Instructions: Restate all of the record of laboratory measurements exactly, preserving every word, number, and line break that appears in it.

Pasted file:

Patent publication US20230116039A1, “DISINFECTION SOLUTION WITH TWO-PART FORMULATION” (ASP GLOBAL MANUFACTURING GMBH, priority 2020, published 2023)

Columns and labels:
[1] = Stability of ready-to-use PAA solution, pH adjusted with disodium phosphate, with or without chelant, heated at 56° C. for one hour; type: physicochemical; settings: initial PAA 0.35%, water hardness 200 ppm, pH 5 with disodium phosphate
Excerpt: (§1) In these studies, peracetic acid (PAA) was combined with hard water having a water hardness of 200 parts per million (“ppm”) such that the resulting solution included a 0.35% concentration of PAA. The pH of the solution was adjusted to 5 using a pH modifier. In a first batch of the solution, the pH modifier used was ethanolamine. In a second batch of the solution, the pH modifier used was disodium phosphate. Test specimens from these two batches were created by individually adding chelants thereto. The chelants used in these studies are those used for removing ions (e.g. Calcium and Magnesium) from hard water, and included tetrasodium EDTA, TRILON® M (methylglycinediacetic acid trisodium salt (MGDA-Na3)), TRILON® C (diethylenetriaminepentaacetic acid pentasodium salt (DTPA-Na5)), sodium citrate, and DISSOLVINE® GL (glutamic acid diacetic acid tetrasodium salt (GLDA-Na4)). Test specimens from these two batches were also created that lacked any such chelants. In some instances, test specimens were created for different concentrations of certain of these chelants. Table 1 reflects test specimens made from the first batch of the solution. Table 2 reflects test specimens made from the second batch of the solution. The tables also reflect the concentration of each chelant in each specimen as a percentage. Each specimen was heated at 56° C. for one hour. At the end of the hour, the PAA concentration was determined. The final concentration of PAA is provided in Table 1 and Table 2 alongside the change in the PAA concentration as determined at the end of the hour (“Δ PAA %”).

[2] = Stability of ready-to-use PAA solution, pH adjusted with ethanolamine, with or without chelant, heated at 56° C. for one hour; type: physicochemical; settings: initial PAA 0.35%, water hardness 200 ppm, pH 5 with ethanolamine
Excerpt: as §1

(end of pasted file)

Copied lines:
Patent publication US20230116039A1, “DISINFECTION SOLUTION WITH TWO-PART FORMULATION” (ASP GLOBAL MANUFACTURING GMBH, priority 2020, published 2023)

Columns and labels:
[1] = Stability of ready-to-use PAA solution, pH adjusted with disodium phosphate, with or without chelant, heated at 56° C. for one hour; type: physicochemical; settings: initial PAA 0.35%, water hardness 200 ppm, pH 5 with disodium phosphate
Excerpt: (§1) In these studies, peracetic acid (PAA) was combined with hard water having a water hardness of 200 parts per million (“ppm”) such that the resulting solution included a 0.35% concentration of PAA. The pH of the solution was adjusted to 5 using a pH modifier. In a first batch of the solution, the pH modifier used was ethanolamine. In a second batch of the solution, the pH modifier used was disodium phosphate. Test specimens from these two batches were created by individually adding chelants thereto. The chelants used in these studies are those used for removing ions (e.g. Calcium and Magnesium) from hard water, and included tetrasodium EDTA, TRILON® M (methylglycinediacetic acid trisodium salt (MGDA-Na3)), TRILON® C (diethylenetriaminepentaacetic acid pentasodium salt (DTPA-Na5)), sodium citrate, and DISSOLVINE® GL (glutamic acid diacetic acid tetrasodium salt (GLDA-Na4)). Test specimens from these two batches were also created that lacked any such chelants. In some instances, test specimens were created for different concentrations of certain of these chelants. Table 1 reflects test specimens made from the first batch of the solution. Table 2 reflects test specimens made from the second batch of the solution. The tables also reflect the concentration of each chelant in each specimen as a percentage. Each specimen was heated at 56° C. for one hour. At the end of the hour, the PAA concentration was determined. The final concentration of PAA is provided in Table 1 and Table 2 alongside the change in the PAA concentration as determined at the end of the hour (“Δ PAA %”).

[2] = Stability of ready-to-use PAA solution, pH adjusted with ethanolamine, with or without chelant, heated at 56° C. for one hour; type: physicochemical; settings: initial PAA 0.35%, water hardness 200 ppm, pH 5 with ethanolamine
Excerpt: as §1